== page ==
The whole Gen. Black (Dan O'Herlihy) / Matador thing which opens the film, and is touched upon at the end is a bit of a mystery. I haven't read the book in ages so I don't remember what that is all about, but it doesn't really fit into things at all.
I can't say enough good things about this picture. A lot of the pontification at the beginning with Groeteschele and Black and the rest of the generals seems to get a little thick, but really it sets the stage for the battle which has yet to be played out, as you'll find yourself asking the same questions.
There are a lot more familiar faces as well, from the nervous translator Buck (Larry Hagman) to the troubled and defiant Col. Cascio (Fritz Weaver), the steadfast Gen. Bogan (Frank Overton) and even the trapped Congressman Raskob, played by Sorrell Booke, who you'd later come to know as "Boss" Hogg(!)....
Fail Safe is one of those pictures that define an era. In this case, the cold-war paranoia and panic of the early 1960's. It's a great look into the mindset of the day, and is an excellent picture in itself.
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One of the greatest anti-war thrillers ever, FAIL-SAFE stars Henry Fonda, Walter Mathau, Dan O'Herlihy, Larry Hagman and Fritz Weaver (in his film debut) as a group of military men on the verge of World War III...
DVD InformationBinding: DVD
Aspect Ratio: 1.85:1
Audience Rating: NR (Not Rated)
Manufacturer: Sony Pictures Home Entertainment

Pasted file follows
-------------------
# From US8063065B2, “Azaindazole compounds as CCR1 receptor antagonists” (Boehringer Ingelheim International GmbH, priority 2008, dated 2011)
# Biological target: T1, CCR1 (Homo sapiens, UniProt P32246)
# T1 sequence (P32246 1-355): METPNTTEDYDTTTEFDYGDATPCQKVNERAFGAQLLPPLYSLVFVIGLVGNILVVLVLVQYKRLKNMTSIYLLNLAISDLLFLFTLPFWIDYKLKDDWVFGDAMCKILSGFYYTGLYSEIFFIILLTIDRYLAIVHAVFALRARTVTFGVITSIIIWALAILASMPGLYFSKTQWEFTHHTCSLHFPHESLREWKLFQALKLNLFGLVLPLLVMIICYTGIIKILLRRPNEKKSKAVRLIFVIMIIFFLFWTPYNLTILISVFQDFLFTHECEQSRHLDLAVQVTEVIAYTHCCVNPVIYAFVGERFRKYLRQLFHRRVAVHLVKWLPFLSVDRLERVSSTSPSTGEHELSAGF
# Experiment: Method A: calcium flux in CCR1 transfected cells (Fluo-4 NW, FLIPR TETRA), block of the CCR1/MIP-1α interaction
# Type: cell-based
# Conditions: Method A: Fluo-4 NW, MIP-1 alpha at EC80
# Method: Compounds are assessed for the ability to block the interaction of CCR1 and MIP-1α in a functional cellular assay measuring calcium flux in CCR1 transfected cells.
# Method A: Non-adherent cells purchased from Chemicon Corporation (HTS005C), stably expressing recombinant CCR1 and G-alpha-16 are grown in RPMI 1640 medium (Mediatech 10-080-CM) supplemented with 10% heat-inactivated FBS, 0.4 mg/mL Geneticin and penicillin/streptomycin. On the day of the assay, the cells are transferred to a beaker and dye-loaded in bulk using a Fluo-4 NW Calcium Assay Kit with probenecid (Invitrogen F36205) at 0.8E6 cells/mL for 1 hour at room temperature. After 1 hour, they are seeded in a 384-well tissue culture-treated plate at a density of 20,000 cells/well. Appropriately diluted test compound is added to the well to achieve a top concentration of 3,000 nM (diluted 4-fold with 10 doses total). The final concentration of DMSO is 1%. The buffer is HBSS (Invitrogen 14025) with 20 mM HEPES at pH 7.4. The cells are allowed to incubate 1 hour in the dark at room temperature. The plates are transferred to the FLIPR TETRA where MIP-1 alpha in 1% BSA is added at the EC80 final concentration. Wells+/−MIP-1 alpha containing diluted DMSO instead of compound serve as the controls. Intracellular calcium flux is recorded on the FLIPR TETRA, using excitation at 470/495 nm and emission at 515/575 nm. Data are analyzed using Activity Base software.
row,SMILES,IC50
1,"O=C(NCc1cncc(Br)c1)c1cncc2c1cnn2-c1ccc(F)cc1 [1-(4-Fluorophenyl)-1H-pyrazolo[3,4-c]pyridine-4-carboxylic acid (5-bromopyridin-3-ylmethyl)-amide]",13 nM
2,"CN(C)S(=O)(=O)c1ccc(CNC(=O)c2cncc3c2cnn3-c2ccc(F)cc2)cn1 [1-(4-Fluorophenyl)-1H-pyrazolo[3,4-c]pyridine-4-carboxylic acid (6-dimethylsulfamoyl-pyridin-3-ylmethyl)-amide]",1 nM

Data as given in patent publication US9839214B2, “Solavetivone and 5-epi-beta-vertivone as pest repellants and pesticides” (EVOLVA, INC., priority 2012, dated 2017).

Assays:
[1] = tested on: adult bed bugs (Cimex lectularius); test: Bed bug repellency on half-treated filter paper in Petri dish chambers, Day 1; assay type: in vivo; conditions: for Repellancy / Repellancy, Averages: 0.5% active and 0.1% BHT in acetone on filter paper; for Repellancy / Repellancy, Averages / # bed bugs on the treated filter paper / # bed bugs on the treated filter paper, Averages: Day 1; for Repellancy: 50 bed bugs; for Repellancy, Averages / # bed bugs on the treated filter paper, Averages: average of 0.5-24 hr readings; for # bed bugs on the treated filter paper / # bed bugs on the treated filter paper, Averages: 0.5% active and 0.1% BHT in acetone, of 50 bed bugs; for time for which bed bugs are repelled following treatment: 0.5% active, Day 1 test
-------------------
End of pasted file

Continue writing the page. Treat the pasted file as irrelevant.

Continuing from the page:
Original Release Date:
- Henry Fonda
- Edward Binns
- Fritz Weaver
- Dan O'Herlihy
- Larry Hagman
- Factory sealed DVD
73 of 77 people found the following review helpful
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This review is from: Fail-Safe (DVD)Preceded and overshadowed by the film "Dr. Strangelove," "Failsafe" provides a serious version of a nuclear weapons crisis between the United States and the Soviet Union. The plot in "Failsafe" is remarkably similar to its satrical cold-war counterpart with the National Command Authority having to prevent full scale nuclear war after one its bomber squadrons accidentally receives the "Go" code to strike Moscow. A computer communication malfunction at the US Air Force's Strategic Air Command is the culprit, and within minutes, the President dispatches fighters to shoot down the bombers after his service chiefs recommend the course of action. The fighters are unsuccessful and the President begins working with the Soviet Premier to prevent the bombers from reaching their target. Under the President's orders, SAC is on line with the Soviet High Command to help intercept the bombers. After one of his Air Force generals predicts the likelihood of a bomber getting through, the President... Read more